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DRAFT

Jim Davis_3
Jim Davis_3 Member Posts: 578
Draft regulator might be fine but it is either too small or set improperly. The whole purpose of the draft regulator is to prevent from happening exactly what you have listed. It is supposed to relieve the excess draft(draft is always higher in the winter than the summer)and not allow it through the equipment. If it is wide open with the readings you have listed then it is too small for the chimney.

Comments

  • Toddid Goldsmith's
    Toddid Goldsmith's Member Posts: 77
    DRAFT

    I SERVICED MY BOILER AUGUST 27 07,RAN A COMBUSTION TEST. HAD A 0-SMOKE, CO-11%, STACK TEMP-400, ADJUSTED THE DRAFT REGULATOR, HAD A -.02 OVER THE FIRE,AND -.04 AT THE BREECH. THE OUTSIDE TEMP. WAS IN THE EIGHTIES, WHEN I RAN THE TEST. JUST CHECKED THE DRAFT AGAIN, OUTSIDE TEMP, IS ABOUT TWENTY FIVE, GUESS WHAT I FOUND. I HAD A -.04 OVER THE FIRE, AND -.08 AT THE BREECH.DRAFT REGULATOR IS FINE. IF YOU SET EM UP IN THE SUMMER, DON'T MEAN THEY ARE GOING TO BE RIGHT IN THE WINTER.
  • Darin Cook_5
    Darin Cook_5 Member Posts: 298
    CO2

    The temperature of your incoming combustion air is going to dictate what to set the CO2% at.

    TIP: It will not be 12% CO2 on set-up all the time!





    Darin

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  • Bob Bona_4
    Bob Bona_4 Member Posts: 2,083
    Yup

    do not max out your CO2 settings in the summer. 9 times out of 10 they will change for the higher in the winter. Give some cushion for cold oil, lint/dust build up, air changes..You look for the sweet spot when tuning burners.
  • Toddid Goldsmith's
    Toddid Goldsmith's Member Posts: 77
    DRAFT

    ROOM TEMP. WAS THE SAME, COMBUSTION AIR TEMP WAS THE SAME. BOILER AND OIL TANK ARE IN A ROOM THAT IS A CONSTANT 70 DEGREES, +OR- THE DIFERENTIAL IN THE T-87.I ADJUST TO A 0 SMOKE, THEN DROP THE CO2 10% FOR LINT AND OTHER DEBRIS.
  • Dick Charland
    Dick Charland Member Posts: 178


    Draft will change and often dramatically during the winter. Outside air temperature, barometric pressure, humidity and chimney height/location all factor in. The difference is caused primarily by the change in outside temperature. The colder the air gets outside the larger the difference in temperature and the higher the draft. If the combustion air is connected to the burner it is recommended that when setting up, testing the burner in winter that you not maximize the settings. The colder the air gets, the more dense a cubic foot of air becomes holding more oxygen. As the air warms up each cubic foot of air would hold less oxygen and will pose a problem as far as a clean fire. This helps to explain the problems often seen with equipment not properly set up during warm weather and the resulting service calls as cold weather develops.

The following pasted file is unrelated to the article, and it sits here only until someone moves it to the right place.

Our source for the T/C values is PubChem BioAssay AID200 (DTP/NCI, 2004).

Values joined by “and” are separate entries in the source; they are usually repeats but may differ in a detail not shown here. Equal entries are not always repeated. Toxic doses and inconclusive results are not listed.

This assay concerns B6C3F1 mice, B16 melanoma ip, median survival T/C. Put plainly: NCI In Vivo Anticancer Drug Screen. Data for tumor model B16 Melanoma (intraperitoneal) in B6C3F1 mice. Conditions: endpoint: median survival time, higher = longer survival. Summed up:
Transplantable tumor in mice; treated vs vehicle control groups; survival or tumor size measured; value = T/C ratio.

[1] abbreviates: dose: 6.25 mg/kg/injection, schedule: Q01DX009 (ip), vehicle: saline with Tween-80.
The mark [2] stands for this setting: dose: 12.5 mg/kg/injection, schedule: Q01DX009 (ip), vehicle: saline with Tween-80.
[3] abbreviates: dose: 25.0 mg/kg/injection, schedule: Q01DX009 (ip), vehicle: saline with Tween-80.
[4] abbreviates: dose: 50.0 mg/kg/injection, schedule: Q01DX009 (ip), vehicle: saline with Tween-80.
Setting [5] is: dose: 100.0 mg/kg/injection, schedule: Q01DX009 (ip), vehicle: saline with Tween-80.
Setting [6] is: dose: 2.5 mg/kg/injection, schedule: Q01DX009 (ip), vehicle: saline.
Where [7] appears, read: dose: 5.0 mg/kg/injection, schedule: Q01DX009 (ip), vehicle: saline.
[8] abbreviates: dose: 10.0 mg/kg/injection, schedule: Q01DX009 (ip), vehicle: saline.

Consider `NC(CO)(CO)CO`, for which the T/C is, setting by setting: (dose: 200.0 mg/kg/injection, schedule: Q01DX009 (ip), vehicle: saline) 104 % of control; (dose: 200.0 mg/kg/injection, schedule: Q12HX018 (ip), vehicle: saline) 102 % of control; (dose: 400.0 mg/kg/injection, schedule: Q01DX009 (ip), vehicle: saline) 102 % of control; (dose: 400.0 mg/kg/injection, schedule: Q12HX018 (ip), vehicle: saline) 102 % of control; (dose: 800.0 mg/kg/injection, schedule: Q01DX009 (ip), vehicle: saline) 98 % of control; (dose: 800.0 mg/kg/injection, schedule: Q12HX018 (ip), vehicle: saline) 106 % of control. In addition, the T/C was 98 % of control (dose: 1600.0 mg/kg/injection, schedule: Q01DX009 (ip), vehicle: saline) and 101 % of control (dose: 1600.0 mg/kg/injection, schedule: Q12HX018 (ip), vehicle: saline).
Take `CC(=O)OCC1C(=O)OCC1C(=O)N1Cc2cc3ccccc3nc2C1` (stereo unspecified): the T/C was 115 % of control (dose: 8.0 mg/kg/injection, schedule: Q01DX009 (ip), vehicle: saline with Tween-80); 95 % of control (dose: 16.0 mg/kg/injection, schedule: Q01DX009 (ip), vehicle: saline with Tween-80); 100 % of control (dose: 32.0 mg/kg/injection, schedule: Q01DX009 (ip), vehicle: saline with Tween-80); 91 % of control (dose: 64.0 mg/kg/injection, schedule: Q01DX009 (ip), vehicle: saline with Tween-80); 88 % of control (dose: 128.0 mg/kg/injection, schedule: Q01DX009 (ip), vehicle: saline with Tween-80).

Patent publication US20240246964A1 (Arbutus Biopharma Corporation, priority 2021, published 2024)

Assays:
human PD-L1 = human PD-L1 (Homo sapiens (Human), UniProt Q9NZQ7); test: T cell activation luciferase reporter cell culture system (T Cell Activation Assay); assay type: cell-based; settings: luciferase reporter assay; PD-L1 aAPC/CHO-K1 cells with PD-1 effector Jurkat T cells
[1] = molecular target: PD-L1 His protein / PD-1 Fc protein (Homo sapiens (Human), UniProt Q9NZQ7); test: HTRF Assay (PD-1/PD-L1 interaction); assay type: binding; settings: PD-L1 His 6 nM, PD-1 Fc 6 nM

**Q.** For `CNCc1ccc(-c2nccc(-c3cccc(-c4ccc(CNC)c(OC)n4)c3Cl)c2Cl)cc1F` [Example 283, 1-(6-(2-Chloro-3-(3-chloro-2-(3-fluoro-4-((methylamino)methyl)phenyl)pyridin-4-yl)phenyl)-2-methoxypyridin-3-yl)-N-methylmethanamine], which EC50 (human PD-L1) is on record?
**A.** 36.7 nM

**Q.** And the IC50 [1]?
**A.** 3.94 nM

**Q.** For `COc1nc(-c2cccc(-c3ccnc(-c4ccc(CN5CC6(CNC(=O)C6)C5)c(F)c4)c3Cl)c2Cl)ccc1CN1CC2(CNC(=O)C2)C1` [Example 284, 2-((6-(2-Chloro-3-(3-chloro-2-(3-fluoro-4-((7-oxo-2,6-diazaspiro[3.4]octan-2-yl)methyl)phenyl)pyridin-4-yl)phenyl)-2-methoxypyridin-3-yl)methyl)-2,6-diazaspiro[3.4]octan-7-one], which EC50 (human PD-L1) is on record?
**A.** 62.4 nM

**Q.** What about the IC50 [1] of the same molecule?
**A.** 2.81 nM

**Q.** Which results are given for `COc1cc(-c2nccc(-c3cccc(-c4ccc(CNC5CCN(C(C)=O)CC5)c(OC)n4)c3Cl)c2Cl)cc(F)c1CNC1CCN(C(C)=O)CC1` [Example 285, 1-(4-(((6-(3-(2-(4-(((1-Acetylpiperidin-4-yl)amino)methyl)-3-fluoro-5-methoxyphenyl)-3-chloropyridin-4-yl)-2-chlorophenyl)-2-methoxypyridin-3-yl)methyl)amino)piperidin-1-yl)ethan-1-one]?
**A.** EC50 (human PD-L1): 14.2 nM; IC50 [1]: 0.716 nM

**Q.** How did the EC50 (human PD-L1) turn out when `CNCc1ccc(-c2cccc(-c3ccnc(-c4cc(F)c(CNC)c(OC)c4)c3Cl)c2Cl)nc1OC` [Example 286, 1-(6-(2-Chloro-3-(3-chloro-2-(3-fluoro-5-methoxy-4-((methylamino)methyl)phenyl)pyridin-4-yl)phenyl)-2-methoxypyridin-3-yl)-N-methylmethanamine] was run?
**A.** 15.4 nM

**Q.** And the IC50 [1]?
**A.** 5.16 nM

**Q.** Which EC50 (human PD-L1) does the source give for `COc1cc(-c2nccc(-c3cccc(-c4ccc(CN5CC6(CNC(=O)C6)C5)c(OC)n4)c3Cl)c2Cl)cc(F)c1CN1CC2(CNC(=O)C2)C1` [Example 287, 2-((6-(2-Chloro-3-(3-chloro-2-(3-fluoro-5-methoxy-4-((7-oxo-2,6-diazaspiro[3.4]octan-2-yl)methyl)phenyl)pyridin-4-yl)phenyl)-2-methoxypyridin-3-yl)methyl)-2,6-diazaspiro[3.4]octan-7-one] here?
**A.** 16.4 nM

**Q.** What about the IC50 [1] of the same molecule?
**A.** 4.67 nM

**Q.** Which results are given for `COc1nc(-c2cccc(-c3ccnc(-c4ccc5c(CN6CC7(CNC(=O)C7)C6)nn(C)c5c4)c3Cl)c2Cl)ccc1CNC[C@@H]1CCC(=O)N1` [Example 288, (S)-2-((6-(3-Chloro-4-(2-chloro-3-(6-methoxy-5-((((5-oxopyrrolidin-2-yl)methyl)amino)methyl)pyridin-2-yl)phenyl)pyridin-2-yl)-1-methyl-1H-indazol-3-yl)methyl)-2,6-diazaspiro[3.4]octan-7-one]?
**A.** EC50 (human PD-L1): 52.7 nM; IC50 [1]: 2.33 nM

• DEREK_12
    DEREK_12 Member Posts: 6
    DRAFT

    I whent to a call to day. The chimney man no namese, could not put a 7in liner in this 40ft chimney so he put a 3in and a 4in liner in. These two where hooked up to a 7in smoke pipe this boiler is a pressure fired with a carlin 301 crd with a 3.50 nozzle. with out the boiler running the draft is -.01 start it my draft gauge gose to +12. My qestion is is there a fix? I know a 3&4 dosn`t = 7 in lineres.
  • DEREK_12
    DEREK_12 Member Posts: 6
    DRAFT

    I whent to a call to day. The chimney man no namese, could not put a 7in liner in this 40ft chimney so he put a 3in and a 4in liner in. These two where hooked up to a 7in smoke pipe this boiler is a pressure fired with a carlin 301 crd with a 3.50 nozzle. with out the boiler running the draft is -.01 start it my draft gauge gose to +12. My qestion is is there a fix? I know a 3&4 dosn`t = 7 in lineres.
  • Jim Davis_3
    Jim Davis_3 Member Posts: 578


    3" + 4" liner = maximum 5" flue. Why did you need a liner?

    This is a dangerous situation that will allow fumes into the building. Get someone there as quick as possible to make the proper recommendations.
  • Bob Harper
    Bob Harper Member Posts: 1,030


    Actually, a 3" liner plus a 4" liner does not equal one 5 inch liner. The cross-sectional area of a 3" is 7". A 4" liner is 12.6 sq.in. for a total area of about 20". A 5" liner is about the same but, the effective area is less. Moreover, you have to de-rate flexible liners by 20% each. Simple fluid dynamics: when you double the area of a conduit, the flow capacity increases by the cube--not just double. Any firefighter knows this. This is why one large liner or conduit is always better than two of equal cross sectional area.

    How was this sized? By the appliance collar or firing rate?

    If they say they cannot get a 7 inch liner down, that probably means it would require flue tile removal, which is a royal P.I.A.
    I'm curious with Jim, what was the reason for the liner?
  • DEREK_12
    DEREK_12 Member Posts: 6


    BOB Thank you for the reply. This chimney guy from mass looked at the breach colar witch was 7" not the boilers max firing rate. He came back the next day and removed the liners and lost a customer for good reason. Wow what we see out here in the field.
  • Toddid Goldsmith's
    Toddid Goldsmith's Member Posts: 77
    Draft

    I took a pump operators course when I was involved in the fire service. We were talking about friction loss, and the volume of water that would pass through different size lines.The question of whether 2- 2 1/2" lines would supply the same vollume as 1-5" line came up. The instructor explained to us that they would not.Then one the blackboard he drew a 5" circle, then he drew 2 2 1/2" circles inside the 5" circle.When I saw that diagram, it sure sunk in. Try it with a 7", and a 3"and a 4" circle.
This discussion has been closed.